The separation from AQIM of al-Murabitun may also pose a greater threat to both West African and western interests in the wider Sahel. This is because its strategic direction is towards the weak states of West Africa, including Niger, Mali and Mauritania, where critical infrastructure and individuals are more difficult to protect. The audacious operations implemented by al-Murabitun and its precursors in 2013 attest to its range, training, discipline and cosmopolitan membership. If it does find common purpose with the larger Nigerian jihadist groups, it could represent a severe threat to stability in the already shaky regional power.

While developing and reintegrating northern Mali is a very important opportunity in 2014, foreign donors should devote particular attention and resources to stabilising two other countries: Libya and Niger.

The challenge in Libya is to build a strong and legitimate state from the centre, which will eventually be capable of protecting and serving its citizens at the periphery. Given the array of heavily armed and heartily opposed interest groups in southern Libya and the lack of national or international enthusiasm for disarmament campaigns, the emphasis should be on reconciling rather than controlling them. 

The challenge in Niger is to deepen the capacities of a broadly functional, broadly democratic state that nevertheless has very little presence outside urban areas. The boom in Niger’s extractive sector presents opportunities for deepening state resources and initiating more inclusive development and social provision. International expertise in managing and monitoring extractive industry revenues could play an important role in ensuring such outcomes.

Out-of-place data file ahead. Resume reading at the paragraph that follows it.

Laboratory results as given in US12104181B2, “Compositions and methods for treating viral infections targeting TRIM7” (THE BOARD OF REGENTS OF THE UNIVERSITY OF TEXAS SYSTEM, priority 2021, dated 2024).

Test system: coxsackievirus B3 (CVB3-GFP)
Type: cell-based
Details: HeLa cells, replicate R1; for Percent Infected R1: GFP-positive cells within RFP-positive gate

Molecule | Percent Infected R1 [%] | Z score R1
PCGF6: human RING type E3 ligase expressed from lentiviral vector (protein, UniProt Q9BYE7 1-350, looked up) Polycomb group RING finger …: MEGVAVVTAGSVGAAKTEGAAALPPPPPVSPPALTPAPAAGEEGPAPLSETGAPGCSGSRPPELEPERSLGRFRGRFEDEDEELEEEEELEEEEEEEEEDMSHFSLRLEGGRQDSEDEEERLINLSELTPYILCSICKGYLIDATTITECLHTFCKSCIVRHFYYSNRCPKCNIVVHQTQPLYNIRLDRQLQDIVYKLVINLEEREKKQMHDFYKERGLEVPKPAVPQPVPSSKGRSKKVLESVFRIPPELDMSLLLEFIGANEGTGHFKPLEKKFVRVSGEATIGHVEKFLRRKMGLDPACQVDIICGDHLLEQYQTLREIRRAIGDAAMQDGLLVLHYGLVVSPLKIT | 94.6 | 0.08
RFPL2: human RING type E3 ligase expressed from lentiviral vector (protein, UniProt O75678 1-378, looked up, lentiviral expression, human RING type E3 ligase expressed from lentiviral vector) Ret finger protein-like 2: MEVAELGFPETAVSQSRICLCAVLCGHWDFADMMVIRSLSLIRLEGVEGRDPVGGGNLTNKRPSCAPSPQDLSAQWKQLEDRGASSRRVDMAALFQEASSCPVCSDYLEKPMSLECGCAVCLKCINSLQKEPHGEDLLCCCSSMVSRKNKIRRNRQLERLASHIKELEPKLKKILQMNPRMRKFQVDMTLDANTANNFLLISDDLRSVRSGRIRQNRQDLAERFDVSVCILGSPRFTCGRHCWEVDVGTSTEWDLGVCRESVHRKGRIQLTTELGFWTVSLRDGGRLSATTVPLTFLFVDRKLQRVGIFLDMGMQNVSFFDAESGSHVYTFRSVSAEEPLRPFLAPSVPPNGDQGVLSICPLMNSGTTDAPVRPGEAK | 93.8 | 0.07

Regionally, there are a number of initiatives that can be supported to share information and build confidence between states and regional communities, including the African Union-led Nouakchott Process on trans-Saharan security cooperation, which attempts to bridge the divide between the West African bloc (ECOWAS) and the disunited states of North Africa. 

 


Author: Richard Reeve is the Director of the Sustainable Security Programme at Oxford Research Group. He has researched African peace and security issues since 2000, including work with ECOWAS and the AU.These briefings are circulated free of charge for non-profit use, but please consider making a donation to ORG, if you are able to do so.

Photo:  Chinese MINUSMA troops in Gao, January 2014 SourceMission de l'ONU au Mali - UN Mission in Mali (Flickr)